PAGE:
We are a nation of gadget addicts and knowing how to disconnect from technology isn’t easy for most of us.
These days, it seems if we’re not quadruple-screening with the television, iPad, laptop, and phone, we’re checking relentless WhatsApp pings in meetings, snatching furtive glances at our iPhone’s glow in darkened cinemas and live-tweeting the births of our own children. It’s like the country – in fact, the whole planet – has hit peak internet. While the magic of the world wide web is undeniable, more and more of us are realizing that it might be time to switch off.
Considering a digital detox? Wondering how to disconnect from technology?
There are a few key stages you’ll need to work through if you’re going to survive this challenge but the benefits could be overwhelming. Here goes…
Admit you have a problem
If you’re considering an electronic detox, you’re obviously aware that your level of screen-time is getting ridiculous. It’s truly admitting that you’re an addict that will set you on the path to digital detox success.
While apps like Moment can help you monitor how much time you spend on your phone and how often you pick it up, a simple hand-written list of what gadgets you rely on, and which apps your eyes dart to again and again will help you see just how much technology rules your life. It gives you a chance to fall back in love with a pencil and paper.
Get away from it all
If seriously ousting your gadgets from daily life is a prospect too terrifying to deal with, a tech-free holiday might be your perfect compromise.
Grab some cheap and cheerful throw-away cameras so you won’t be tempted to reach for your phone. Head off to some place where the air is fresh and your biggest distraction will be the moo-ing of cows or the rustle of the breeze.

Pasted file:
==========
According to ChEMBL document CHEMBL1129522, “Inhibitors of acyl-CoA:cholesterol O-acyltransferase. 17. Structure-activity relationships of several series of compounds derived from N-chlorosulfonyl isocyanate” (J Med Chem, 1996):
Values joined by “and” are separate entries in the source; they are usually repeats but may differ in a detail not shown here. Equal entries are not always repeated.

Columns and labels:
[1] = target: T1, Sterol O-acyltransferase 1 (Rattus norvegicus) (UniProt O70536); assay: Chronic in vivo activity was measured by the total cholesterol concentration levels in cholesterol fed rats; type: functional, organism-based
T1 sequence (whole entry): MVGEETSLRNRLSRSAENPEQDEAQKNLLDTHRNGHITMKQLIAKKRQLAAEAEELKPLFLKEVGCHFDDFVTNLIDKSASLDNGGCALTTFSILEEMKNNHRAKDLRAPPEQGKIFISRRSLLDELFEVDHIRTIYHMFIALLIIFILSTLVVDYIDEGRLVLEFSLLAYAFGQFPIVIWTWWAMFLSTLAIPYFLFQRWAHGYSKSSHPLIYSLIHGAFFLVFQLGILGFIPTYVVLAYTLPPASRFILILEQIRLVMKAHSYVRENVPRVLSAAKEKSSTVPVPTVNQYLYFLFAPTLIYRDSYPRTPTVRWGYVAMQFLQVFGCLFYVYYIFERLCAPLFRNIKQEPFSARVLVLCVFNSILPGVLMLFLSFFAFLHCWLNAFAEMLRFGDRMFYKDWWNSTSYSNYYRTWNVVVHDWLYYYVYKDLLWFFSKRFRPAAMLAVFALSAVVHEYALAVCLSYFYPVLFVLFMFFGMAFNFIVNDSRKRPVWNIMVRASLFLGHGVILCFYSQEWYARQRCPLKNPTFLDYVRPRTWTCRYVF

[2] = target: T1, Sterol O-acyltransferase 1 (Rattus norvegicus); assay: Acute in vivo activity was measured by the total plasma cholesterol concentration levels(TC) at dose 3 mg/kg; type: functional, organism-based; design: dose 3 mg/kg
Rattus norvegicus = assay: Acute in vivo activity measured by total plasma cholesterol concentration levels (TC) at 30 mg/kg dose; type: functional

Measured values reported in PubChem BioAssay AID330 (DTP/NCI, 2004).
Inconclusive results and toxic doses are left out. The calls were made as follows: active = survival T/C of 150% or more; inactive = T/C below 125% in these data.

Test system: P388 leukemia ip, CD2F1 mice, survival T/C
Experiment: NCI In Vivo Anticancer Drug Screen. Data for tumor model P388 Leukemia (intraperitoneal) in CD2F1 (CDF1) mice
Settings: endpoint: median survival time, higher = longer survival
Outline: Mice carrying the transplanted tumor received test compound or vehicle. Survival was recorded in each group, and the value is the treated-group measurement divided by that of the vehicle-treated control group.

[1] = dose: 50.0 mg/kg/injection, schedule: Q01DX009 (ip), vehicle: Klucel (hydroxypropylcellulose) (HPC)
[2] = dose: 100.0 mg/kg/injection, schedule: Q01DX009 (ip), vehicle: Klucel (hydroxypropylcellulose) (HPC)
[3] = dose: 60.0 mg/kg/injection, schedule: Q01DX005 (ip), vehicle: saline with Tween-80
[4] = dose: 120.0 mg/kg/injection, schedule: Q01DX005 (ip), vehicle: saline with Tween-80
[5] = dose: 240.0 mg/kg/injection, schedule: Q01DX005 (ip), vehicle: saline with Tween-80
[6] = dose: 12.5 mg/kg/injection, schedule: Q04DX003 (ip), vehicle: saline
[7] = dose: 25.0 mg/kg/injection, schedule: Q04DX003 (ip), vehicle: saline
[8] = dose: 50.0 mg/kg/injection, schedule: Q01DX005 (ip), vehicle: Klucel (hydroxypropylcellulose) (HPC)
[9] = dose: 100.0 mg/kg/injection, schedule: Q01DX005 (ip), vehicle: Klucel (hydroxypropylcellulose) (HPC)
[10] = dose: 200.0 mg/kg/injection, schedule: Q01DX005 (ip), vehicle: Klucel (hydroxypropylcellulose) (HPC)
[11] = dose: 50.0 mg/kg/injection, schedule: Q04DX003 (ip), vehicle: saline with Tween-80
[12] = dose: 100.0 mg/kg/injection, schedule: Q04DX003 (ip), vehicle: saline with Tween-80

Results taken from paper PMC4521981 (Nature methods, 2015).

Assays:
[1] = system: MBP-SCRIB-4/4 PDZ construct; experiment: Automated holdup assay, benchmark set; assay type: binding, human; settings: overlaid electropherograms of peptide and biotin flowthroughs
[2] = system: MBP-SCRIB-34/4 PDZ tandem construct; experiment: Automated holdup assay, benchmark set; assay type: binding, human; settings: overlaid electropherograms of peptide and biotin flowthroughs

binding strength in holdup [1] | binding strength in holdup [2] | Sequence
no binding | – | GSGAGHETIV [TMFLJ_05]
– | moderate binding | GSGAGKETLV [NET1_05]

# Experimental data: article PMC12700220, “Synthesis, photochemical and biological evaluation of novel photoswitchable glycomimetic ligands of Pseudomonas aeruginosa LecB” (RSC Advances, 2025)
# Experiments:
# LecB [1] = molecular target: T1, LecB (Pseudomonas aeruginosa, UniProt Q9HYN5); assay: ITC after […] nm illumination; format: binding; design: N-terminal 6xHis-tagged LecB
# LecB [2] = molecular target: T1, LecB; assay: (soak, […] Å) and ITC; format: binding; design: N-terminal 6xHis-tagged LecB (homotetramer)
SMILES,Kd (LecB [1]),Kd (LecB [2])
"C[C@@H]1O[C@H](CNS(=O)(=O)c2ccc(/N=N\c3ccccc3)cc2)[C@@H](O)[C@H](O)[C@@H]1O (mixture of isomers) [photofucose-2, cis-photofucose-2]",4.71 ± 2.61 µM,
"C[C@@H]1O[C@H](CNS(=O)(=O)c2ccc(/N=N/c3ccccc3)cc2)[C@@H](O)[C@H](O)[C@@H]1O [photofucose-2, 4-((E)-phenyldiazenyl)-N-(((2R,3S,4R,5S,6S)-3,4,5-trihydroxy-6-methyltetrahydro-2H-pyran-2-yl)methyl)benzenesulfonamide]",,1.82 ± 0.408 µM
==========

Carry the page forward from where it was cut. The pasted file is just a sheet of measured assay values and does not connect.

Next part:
This digital detox guide by holidaycottages.co.uk gives some serious insight into the potential benefits of powering down.
Kick it old school
On the subject of a notepad and pen, one of the best ways to gently ease yourself from the clutches of gadgets is to rediscover the chilled-out, back-in-the-day alternatives to these apps.
The ‘Notes’ app on your phone can be one, for a start. There’s no purer joy than scribbling yourself a ‘To Do’ list and proudly ticking off the day’s essential tasks.
Obsessed with Whatsapp?
Tell friends that if they need you, they should give you a call. You’ll be surprised at the wonders an hour-long chat with your partner can work.
If Candy Crush is your happy place, a crossword or Sudoku may feel like hard work but after a day or two, your iPhone’s garish screen will seem painfully harsh.
Be ruthless with your rules
Set yourself some clear, manageable boundaries and work from there.
Always checking your messages? Push notifications have to go. At first it’s tough and you may find yourself checking just as much to see what’s going on inside your suddenly silent apps.
Set a time of day when you can catch up on your correspondence. If your Snapchat and Whatsapp are clogged with Kardashians memes or friends using the Impossibly Perfect filter, consider deleting the apps altogether.
Leave your phone in one place and only use it when you need to. It’s better than keeping it with you for every tea-break and toilet trip like some buzzing, bleeping security blanket.
Switch off long before bedtime
Scrolling aimlessly before bedtime is a habit many of us are guilty of, but it’s also a dangerous one.
If you need your evening Instagram fix, post or search with the lights on and then put your phone away. Take twenty to thirty minutes to read, meditate, write a diary or shower with your phone out of the way until morning.
A proper old-fashioned alarm clock or a wake-up light will get you up and at ‘em without leading you into a Youtube vortex before breakfast.